Revered in Scotland as much for the poetry of Robert Louis Stevenson, which is beautifully served by the music, it is rare to hear the complete cycle of The Songs of Travel, especially in this version. If the opening The Vagabond and the seventh song, Whither Must I Wander?, which Vaughan Williams wrote first, leap out, some of the less familiar ones – Let Beauty Awake, In Dreams – are revealed as gentler gems.

If I have ever had an opportunity to see the “masque for dancing” that is Vaughan Williams’s response to William Blake’s illustrations of the OId Testament Book Of Job, it has slipped my mind. However well Ninette de Valois’s choreography for that collaboration has stood the test of time, the music – a 45 minute suite in 11 “Scenes” – is surely worthy of a hearing on the concert platform. If the full work has nonetheless failed to carve out a place in the repertoire, it is very possible that conductors will make their own selections from it when copyright expires in 2028. The central Dances (Plague, Pestilence, Famine and Battle, the Three Messengers, and Job’s Comforters) of Scenes 4, 5 & 6 would certainly stand alone, the latter including some plangent saxophone and culminating in some all-stops-out organ (played by Darius Battiwalla here).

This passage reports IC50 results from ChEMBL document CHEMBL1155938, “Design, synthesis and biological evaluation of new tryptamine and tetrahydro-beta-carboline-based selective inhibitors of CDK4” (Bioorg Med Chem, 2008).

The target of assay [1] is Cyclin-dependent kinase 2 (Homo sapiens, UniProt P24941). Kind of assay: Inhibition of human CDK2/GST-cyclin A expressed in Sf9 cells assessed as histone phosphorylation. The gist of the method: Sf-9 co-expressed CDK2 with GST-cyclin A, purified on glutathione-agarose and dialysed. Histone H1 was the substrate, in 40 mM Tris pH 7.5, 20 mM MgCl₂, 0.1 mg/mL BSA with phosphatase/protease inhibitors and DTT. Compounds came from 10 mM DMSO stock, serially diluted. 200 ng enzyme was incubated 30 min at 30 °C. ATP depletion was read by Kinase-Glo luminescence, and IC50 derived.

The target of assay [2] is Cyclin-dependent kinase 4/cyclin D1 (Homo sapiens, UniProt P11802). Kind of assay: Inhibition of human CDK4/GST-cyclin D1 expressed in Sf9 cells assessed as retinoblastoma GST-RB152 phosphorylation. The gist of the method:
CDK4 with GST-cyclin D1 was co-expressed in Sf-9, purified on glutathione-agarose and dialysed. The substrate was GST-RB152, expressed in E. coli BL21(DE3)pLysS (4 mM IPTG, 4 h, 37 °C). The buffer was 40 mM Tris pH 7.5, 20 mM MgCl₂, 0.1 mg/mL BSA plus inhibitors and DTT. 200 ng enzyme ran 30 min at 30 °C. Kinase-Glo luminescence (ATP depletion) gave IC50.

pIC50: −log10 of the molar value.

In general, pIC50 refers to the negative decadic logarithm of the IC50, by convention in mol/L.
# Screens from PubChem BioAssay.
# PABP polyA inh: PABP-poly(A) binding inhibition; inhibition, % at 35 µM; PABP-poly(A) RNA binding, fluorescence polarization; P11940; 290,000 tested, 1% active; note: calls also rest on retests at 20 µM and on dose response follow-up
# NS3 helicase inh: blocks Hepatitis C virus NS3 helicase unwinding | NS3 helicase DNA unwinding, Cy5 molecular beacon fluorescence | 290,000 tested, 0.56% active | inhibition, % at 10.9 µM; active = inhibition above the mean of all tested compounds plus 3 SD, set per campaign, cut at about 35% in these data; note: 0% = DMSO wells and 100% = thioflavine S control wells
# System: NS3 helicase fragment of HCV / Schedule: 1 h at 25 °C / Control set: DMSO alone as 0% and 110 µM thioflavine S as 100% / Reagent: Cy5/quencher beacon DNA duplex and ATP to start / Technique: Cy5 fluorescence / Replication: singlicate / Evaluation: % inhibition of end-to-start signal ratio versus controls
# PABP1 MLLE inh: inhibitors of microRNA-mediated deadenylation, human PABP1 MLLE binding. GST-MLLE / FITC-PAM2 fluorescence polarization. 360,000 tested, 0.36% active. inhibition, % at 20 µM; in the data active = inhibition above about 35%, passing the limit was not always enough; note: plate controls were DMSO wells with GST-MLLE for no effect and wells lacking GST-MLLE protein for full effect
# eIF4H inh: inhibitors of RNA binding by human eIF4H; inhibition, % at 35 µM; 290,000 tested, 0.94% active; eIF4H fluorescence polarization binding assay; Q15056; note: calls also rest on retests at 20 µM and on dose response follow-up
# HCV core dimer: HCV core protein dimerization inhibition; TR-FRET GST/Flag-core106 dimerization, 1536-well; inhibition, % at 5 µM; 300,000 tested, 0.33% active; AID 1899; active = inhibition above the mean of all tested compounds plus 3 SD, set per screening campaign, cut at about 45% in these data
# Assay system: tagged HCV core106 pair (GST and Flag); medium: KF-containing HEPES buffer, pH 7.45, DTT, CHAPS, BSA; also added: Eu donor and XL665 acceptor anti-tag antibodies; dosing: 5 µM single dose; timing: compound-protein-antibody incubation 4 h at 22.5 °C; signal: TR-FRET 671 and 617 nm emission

Keith Bruce